Follicle-stimulating hormone, follitropin (FSH) is one of gonadotropins – hormones secreted by the anterior part of the pituitary gland, which is responsible for the regulation and control of growth, sexual development, and reproduction.
Follicle-stimulating hormone is secreted from the beta-cells by the anterior portion of the pituitary gland (known as the adenohypophysis) stimulated by the gonadotropin-releasing hormone produced by the hypothalamus.
FSH has a weight of 35.5 kDa and consists of a common glycoprotein with two subunits – α and β. α subunit of FSH is similar to such of other gonadotropins whereas β subunit represents features of follicle-stimulating hormone and can bind with the specific FSH receptors.
- In females: FSH primarily acts on the gonads by binding with FSH receptors in granulosa cells of the ovarian follicles. Thus, the growth and maturation of the follicles and synthesis of estradiol are initiated. In response to FSH, aromatase activity is induced and androstenedione is converted to estradiol.
FSH controls the production of inhibin and induces the expression of LH receptors in granulosa cells of the large follicles. Follitropin stimulates the maturation of the dominant follicle and the recruitment of the next generation of the follicles that will grow during the following menstrual cycles.
- In males: FSH acts on the FSH receptors on the Sertoli cells of the testicles and promotes the production of inhibins, androgen receptors, and androgen-binding proteins, etc. The hormone is responsible for the maturation of spermatozoa.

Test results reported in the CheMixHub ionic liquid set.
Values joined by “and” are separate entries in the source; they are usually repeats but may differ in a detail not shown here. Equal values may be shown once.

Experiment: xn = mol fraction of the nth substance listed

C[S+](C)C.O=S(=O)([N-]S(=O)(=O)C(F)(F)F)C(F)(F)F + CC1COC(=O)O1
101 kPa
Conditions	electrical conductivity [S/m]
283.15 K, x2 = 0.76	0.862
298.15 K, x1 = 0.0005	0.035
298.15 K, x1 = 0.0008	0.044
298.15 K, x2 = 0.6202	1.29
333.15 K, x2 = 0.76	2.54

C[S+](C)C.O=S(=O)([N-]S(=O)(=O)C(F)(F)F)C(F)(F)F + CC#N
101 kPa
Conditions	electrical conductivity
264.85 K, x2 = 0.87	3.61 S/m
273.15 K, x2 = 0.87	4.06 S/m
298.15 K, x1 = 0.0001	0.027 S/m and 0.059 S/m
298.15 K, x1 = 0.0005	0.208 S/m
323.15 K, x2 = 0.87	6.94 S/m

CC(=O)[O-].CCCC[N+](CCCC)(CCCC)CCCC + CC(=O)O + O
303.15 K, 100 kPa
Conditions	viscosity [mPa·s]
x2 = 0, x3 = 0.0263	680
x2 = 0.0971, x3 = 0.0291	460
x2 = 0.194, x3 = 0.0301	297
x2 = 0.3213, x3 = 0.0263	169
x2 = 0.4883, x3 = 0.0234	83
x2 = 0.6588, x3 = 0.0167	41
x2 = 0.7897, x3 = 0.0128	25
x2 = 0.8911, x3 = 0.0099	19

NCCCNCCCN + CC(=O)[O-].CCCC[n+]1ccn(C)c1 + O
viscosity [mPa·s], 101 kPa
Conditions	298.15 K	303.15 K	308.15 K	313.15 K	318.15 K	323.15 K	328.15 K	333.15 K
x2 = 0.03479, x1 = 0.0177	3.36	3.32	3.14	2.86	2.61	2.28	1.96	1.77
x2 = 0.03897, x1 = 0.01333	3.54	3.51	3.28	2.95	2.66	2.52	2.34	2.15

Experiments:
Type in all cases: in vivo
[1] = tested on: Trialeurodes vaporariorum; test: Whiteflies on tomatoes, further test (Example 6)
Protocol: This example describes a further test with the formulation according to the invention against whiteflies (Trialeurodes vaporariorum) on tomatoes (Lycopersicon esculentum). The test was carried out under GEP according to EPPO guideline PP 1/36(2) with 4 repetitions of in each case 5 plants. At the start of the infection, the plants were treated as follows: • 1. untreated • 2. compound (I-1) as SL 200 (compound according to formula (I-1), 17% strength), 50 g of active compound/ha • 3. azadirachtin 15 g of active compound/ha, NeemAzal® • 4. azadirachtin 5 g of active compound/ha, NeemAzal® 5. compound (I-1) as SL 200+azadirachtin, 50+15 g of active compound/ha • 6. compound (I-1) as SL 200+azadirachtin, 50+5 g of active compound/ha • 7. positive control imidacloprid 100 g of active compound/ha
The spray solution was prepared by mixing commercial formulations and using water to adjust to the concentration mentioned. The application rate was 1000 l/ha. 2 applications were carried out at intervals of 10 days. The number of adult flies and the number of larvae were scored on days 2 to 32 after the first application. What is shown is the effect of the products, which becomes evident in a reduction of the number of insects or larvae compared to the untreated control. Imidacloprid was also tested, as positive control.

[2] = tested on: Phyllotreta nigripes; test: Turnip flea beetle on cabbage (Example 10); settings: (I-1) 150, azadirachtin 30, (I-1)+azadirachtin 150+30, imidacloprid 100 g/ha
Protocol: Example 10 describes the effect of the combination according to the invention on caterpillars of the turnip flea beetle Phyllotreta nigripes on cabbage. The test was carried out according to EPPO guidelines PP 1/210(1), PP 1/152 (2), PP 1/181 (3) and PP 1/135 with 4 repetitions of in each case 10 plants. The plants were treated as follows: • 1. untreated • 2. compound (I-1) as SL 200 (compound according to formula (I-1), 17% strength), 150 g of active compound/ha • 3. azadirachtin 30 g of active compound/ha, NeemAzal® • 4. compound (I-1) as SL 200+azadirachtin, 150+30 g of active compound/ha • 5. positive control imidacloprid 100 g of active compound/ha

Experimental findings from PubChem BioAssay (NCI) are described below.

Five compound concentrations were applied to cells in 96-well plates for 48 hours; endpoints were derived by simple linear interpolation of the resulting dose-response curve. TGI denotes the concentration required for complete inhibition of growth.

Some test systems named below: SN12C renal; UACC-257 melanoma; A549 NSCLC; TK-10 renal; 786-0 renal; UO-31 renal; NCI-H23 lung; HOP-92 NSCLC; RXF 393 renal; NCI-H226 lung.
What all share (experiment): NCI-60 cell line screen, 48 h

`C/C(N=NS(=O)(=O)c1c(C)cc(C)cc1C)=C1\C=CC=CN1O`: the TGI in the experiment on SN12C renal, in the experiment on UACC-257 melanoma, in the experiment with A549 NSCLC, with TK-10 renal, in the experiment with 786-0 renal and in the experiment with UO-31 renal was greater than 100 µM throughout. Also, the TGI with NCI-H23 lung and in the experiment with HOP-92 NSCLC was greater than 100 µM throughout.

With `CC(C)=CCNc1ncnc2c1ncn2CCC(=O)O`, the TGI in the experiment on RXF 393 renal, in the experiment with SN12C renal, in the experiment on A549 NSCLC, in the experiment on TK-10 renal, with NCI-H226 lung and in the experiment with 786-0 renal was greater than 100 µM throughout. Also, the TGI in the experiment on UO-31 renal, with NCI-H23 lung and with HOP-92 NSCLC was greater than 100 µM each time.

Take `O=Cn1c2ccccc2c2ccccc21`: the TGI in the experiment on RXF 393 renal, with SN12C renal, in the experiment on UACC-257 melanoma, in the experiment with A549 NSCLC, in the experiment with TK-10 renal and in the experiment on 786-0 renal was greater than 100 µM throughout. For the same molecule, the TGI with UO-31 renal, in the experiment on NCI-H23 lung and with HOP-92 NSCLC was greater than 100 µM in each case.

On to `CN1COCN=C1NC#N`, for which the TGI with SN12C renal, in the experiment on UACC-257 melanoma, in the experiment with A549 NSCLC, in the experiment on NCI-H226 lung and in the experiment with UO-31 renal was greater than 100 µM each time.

Biochemical effects of FSH
The physiological effects of the FSH are implemented via its biochemical changes such as:
- Synthesizes its own receptors in the granulosa cells.
- Synthesizes LH receptors in the theca cells.
- Synthesizes LH receptors in the granulosa cells.
- Induces aromatization to convert androgens to estrogens in granulosa cells.
- Enhances autocrine and paracrine function (IGFII, IGF-I) in the follicle.
- Stimulates granulosa cells to produce activin and inhibin.
- Stimulates plasminogen activator necessary for ovulation.
Physiological effects of FSH
Follicle-stimulating hormone as one of the gonadotropins plays a crucial role in the functioning of the human’s reproductive system as it:
- Stimulates the growth and maturation of the ovarian follicles containing oocytes, especially the Graafian follicle preparing it to the ovulation – it means that this hormone is the one which controls the development of oocyte which later will be released for the successful conception;
- In the presence of luteinizing hormone, FSH stimulates secretion of estrogen by the growing follicles;
- Promotes the endometrial changes typical for the proliferative phase of the menstrual cycle – secretion of FSH helps to restore and grow the inner lining of the uterus after the periods;
- Stimulates spermatogenesis (the growth and maturation of the spermatocytes) by the germ cells of the testicles in men;
Serum levels of FSH
The FSH levels start to rise soon after the beginning of the menstruation with its peak at the 12th day of the menstrual cycle (before the ovulation occurs), afterward its levels decrease gradually until the day 18 to the base values.
Therefore, FSH levels vary greatly in women, according to the phase of the cycle and woman’s age.